Asthma and Acid Reflux
Some research indicates that the symptoms of asthma may get worse when stomach acid rises up your gullet, a condition called gastro-oesophageal reflux disease, or GERD, or, more commonly acid reflux.
Acid reflux can cause painful heartburn which you can relieve with antacid medicines. That is, special medicines which neutralise the acid. Acid reflux happens mostly in people who are older and overweight. But it can happen in children and in all types of people.
In some studies, researchers have injected acid into the gullets of people with asthma, and it had a significant impact on their asthma and caused worse asthma symptoms.
These is also evidence to suggest that people who have asthma get acid reflux more often than people without asthma. This is probably because of the big pressure changes in the chest during breathing in people with asthma. These high pressures could force liquid to travel the wrong way up the oesophagus.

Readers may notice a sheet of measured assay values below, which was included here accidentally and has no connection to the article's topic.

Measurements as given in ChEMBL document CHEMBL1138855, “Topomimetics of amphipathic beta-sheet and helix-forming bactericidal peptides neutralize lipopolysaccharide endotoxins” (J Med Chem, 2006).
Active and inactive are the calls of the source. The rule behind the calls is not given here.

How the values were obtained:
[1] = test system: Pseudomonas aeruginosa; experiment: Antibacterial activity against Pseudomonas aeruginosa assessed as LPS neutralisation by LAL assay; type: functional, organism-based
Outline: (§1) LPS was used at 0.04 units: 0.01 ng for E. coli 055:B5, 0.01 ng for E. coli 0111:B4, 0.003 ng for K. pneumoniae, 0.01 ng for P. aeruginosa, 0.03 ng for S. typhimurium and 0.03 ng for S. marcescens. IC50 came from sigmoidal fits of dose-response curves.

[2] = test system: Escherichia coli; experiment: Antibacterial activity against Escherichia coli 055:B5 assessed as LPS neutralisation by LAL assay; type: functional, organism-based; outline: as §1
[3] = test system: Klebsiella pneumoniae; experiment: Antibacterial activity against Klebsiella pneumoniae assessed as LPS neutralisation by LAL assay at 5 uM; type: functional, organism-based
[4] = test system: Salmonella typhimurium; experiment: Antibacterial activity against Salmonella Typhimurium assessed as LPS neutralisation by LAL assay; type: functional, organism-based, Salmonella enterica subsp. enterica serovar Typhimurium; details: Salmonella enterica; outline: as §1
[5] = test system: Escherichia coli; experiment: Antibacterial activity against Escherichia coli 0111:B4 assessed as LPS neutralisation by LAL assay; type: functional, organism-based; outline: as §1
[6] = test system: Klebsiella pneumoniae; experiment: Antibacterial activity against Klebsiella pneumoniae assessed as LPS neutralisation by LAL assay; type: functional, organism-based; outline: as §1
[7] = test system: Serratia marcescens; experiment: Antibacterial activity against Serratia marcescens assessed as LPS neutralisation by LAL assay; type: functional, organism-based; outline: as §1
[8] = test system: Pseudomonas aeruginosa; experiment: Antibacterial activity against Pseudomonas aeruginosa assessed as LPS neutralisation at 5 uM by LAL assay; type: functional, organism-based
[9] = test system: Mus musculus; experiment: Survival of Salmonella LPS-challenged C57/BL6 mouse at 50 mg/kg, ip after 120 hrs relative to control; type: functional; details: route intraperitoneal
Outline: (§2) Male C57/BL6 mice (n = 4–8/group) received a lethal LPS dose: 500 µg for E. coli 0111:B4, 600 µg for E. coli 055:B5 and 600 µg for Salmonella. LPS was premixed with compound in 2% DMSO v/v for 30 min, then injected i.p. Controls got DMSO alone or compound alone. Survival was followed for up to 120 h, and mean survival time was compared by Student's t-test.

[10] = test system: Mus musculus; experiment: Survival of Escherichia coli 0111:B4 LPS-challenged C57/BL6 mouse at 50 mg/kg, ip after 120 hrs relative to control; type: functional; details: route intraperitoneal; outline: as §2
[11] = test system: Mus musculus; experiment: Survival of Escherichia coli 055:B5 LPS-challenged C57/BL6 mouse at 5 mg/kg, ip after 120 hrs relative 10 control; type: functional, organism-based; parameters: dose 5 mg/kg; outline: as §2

In these cases, asthma sufferers seem to lose out twice: they suffer from asthma and they may suffer from acid reflux more often than non asthma sufferers.
However, this is not the whole story. If acid reflux really was an important cause of asthma worsening, then treatments against acid reflux should make the asthma better, however, this is generally not the case.
In the meantime, if you have asthma and you also have acid reflux, it could just be that careful treatment of your reflux will make your breathing better.
If your asthma is bad and no-one knows why, some doctors would check whether you have or had acid reflux by conducting tests to measure the acidity in your gullet. If the result showed a tendency for acid reflux, then your doctor would probably try to improve your lungs by also treating your stomach..
At a Glance … Asthma and Acid Reflux
Ø Asthma is a chronic inflammatory disease that makes airways (bronchial tubes) particularly sensitive to irritants, and this is characterized by difficulty in breathing.
Ø These is also evidence to suggest a link between asthma and acid reflux. For example, people who have asthma get acid reflux more often than people without asthma.
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